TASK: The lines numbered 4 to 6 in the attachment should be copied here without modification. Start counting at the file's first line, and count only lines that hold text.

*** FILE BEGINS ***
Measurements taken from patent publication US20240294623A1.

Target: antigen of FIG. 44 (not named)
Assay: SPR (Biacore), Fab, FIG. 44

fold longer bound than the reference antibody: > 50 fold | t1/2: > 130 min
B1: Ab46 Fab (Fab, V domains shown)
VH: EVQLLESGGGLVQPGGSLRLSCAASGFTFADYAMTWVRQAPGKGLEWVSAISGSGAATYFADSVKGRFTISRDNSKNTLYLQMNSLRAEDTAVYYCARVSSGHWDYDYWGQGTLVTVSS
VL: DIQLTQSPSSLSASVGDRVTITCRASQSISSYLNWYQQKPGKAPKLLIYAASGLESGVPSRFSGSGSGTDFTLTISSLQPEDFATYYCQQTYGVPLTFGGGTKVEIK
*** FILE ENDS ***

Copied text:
fold longer bound than the reference antibody: > 50 fold | t1/2: > 130 min
B1: Ab46 Fab (Fab, V domains shown)
VH: EVQLLESGGGLVQPGGSLRLSCAASGFTFADYAMTWVRQAPGKGLEWVSAISGSGAATYFADSVKGRFTISRDNSKNTLYLQMNSLRAEDTAVYYCARVSSGHWDYDYWGQGTLVTVSS